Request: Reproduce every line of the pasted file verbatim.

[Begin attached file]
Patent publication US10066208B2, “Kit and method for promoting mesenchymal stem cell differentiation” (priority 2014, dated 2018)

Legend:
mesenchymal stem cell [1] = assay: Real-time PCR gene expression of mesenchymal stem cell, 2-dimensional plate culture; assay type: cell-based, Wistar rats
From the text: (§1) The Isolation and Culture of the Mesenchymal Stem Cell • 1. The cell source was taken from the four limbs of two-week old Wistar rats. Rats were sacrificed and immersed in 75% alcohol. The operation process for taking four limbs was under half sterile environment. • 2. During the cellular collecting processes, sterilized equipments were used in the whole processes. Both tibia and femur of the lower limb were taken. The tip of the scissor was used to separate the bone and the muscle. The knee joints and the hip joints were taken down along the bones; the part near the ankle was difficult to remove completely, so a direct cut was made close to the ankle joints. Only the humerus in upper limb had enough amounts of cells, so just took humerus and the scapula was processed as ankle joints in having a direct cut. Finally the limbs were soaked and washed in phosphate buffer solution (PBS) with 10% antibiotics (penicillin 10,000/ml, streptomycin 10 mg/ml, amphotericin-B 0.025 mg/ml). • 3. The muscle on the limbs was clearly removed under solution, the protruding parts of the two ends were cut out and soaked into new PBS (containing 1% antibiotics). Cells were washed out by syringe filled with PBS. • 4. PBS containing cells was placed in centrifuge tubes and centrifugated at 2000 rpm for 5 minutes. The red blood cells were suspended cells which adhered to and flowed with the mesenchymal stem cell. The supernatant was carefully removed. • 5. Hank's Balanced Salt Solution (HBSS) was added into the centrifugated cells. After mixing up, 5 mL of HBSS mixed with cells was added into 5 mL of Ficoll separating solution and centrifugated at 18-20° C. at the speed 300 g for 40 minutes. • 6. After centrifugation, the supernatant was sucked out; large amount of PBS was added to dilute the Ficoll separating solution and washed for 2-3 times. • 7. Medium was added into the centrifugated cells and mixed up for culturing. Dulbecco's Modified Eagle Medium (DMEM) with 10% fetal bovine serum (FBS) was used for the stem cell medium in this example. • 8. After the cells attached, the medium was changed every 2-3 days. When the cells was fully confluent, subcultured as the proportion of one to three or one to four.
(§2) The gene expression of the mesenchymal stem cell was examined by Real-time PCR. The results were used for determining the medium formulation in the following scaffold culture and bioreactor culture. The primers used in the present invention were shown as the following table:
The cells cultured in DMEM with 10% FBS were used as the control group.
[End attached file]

Patent publication US10066208B2, “Kit and method for promoting mesenchymal stem cell differentiation” (priority 2014, dated 2018)

Legend:
mesenchymal stem cell [1] = assay: Real-time PCR gene expression of mesenchymal stem cell, 2-dimensional plate culture; assay type: cell-based, Wistar rats
From the text: (§1) The Isolation and Culture of the Mesenchymal Stem Cell • 1. The cell source was taken from the four limbs of two-week old Wistar rats. Rats were sacrificed and immersed in 75% alcohol. The operation process for taking four limbs was under half sterile environment. • 2. During the cellular collecting processes, sterilized equipments were used in the whole processes. Both tibia and femur of the lower limb were taken. The tip of the scissor was used to separate the bone and the muscle. The knee joints and the hip joints were taken down along the bones; the part near the ankle was difficult to remove completely, so a direct cut was made close to the ankle joints. Only the humerus in upper limb had enough amounts of cells, so just took humerus and the scapula was processed as ankle joints in having a direct cut. Finally the limbs were soaked and washed in phosphate buffer solution (PBS) with 10% antibiotics (penicillin 10,000/ml, streptomycin 10 mg/ml, amphotericin-B 0.025 mg/ml). • 3. The muscle on the limbs was clearly removed under solution, the protruding parts of the two ends were cut out and soaked into new PBS (containing 1% antibiotics). Cells were washed out by syringe filled with PBS. • 4. PBS containing cells was placed in centrifuge tubes and centrifugated at 2000 rpm for 5 minutes. The red blood cells were suspended cells which adhered to and flowed with the mesenchymal stem cell. The supernatant was carefully removed. • 5. Hank's Balanced Salt Solution (HBSS) was added into the centrifugated cells. After mixing up, 5 mL of HBSS mixed with cells was added into 5 mL of Ficoll separating solution and centrifugated at 18-20° C. at the speed 300 g for 40 minutes. • 6. After centrifugation, the supernatant was sucked out; large amount of PBS was added to dilute the Ficoll separating solution and washed for 2-3 times. • 7. Medium was added into the centrifugated cells and mixed up for culturing. Dulbecco's Modified Eagle Medium (DMEM) with 10% fetal bovine serum (FBS) was used for the stem cell medium in this example. • 8. After the cells attached, the medium was changed every 2-3 days. When the cells was fully confluent, subcultured as the proportion of one to three or one to four.
(§2) The gene expression of the mesenchymal stem cell was examined by Real-time PCR. The results were used for determining the medium formulation in the following scaffold culture and bioreactor culture. The primers used in the present invention were shown as the following table:
The cells cultured in DMEM with 10% FBS were used as the control group.